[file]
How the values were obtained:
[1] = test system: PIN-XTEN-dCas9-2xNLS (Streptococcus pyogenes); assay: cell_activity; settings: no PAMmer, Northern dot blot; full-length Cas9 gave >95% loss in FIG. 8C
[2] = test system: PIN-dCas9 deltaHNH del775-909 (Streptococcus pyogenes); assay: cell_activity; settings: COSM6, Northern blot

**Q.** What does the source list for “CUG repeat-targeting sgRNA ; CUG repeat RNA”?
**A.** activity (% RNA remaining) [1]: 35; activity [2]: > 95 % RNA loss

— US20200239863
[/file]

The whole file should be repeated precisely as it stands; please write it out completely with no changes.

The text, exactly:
How the values were obtained:
[1] = test system: PIN-XTEN-dCas9-2xNLS (Streptococcus pyogenes); assay: cell_activity; settings: no PAMmer, Northern dot blot; full-length Cas9 gave >95% loss in FIG. 8C
[2] = test system: PIN-dCas9 deltaHNH del775-909 (Streptococcus pyogenes); assay: cell_activity; settings: COSM6, Northern blot

**Q.** What does the source list for “CUG repeat-targeting sgRNA ; CUG repeat RNA”?
**A.** activity (% RNA remaining) [1]: 35; activity [2]: > 95 % RNA loss

— US20200239863